Everything is a bit different these days, and we’re all finding ways to navigate a world that includes significantly more digital communication than before. Consider these principles of visual hierarchy before sending your next fundraising email so you can guarantee donors are seeing the most important information first!
What is visual hierarchy?
Visual hierarchy is a method of organizing content in order of importance and influences the way users absorb it — basically, how we process information on a page.
Size and scale
The larger a font or element is on a page, the more attention it will attract. But, be careful not to make everything large; otherwise, nothing will attract attention, and it will be too overwhelming to the viewer.
Color and contrast
Bright colors are more likely to attract attention.
Note: Black copy should never be written over red background and vice versa. Review the UGA Brand website’s section on Accessibility for more information.
An element that is separated from the alignment of other objects or text will attract more attention. However, don’t immediately choose to center text that you want to highlight as centering too many elements can become distracting.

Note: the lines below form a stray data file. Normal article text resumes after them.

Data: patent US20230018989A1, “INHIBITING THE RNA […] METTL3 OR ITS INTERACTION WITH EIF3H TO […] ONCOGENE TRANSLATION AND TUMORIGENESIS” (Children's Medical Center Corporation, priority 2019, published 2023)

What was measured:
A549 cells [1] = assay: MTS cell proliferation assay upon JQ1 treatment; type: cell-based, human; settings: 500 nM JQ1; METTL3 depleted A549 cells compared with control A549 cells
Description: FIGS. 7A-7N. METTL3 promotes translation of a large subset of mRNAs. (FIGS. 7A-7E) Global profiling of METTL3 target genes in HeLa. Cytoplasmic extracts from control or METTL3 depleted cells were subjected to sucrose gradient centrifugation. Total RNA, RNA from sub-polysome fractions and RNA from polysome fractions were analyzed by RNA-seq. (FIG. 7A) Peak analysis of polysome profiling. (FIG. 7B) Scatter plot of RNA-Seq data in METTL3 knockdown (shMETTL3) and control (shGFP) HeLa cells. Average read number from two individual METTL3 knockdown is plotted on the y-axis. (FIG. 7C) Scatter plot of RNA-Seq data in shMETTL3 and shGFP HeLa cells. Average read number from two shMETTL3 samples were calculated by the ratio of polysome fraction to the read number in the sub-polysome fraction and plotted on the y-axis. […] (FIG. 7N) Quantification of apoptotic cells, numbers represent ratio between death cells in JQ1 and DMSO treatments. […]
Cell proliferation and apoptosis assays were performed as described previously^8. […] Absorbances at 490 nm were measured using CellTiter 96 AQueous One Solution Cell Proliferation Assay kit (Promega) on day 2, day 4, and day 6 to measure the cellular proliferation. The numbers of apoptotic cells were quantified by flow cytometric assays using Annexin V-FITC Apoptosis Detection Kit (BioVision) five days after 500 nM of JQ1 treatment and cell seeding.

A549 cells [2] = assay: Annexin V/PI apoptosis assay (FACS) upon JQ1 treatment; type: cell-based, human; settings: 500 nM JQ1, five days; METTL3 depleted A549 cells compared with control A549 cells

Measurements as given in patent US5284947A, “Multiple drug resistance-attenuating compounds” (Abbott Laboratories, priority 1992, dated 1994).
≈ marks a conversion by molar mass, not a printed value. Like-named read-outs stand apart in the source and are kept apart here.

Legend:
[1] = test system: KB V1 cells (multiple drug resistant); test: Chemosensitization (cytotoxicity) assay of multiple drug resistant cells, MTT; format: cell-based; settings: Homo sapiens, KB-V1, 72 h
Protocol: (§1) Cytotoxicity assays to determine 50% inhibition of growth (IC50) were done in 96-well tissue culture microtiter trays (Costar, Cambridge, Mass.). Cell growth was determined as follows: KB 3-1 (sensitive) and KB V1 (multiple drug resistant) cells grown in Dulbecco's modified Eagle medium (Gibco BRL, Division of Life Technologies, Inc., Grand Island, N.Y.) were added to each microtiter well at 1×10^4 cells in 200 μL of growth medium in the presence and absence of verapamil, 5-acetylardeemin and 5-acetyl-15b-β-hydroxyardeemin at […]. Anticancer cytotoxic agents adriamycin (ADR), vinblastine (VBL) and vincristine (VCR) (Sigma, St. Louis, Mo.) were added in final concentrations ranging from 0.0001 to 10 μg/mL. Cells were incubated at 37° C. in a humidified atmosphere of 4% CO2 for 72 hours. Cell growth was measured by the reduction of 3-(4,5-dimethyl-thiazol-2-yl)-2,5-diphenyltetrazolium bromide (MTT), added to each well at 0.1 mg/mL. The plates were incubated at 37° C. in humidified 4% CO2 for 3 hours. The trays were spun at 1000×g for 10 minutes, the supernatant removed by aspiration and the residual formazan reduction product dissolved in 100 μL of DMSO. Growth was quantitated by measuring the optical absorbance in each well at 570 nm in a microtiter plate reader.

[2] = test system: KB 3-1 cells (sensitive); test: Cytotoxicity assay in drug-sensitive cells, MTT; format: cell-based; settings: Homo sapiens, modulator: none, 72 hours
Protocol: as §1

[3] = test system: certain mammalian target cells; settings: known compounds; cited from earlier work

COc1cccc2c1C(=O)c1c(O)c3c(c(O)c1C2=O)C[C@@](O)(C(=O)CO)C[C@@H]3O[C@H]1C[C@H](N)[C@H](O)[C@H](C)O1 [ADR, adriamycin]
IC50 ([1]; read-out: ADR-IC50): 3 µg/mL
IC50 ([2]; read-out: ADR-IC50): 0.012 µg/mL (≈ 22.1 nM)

When styles repeat, it gives readers the impression that the content is unified, boosting understanding and recognition.
Whitespace, or negative space, around elements will allow your work to breathe, and it makes the information easier to digest, allowing users to absorb individual bits of information more easily.
Texture and style
Textures attract attention, but its style can also conflict with the important content. Be conscious and consistent with the overall arrangement of space, text and other details (photography, patterns, headlines, text with underlines, etc.) on your page.
Here are three alternative header images for this article, plus the one I chose to use. (Click on the thumbnail to view the entire image.) After reviewing the principles described above, can you spot the concerns with the other three options and why I chose to use the one I did?
For more detailed information and additional principles to consider, check out these articles and videos.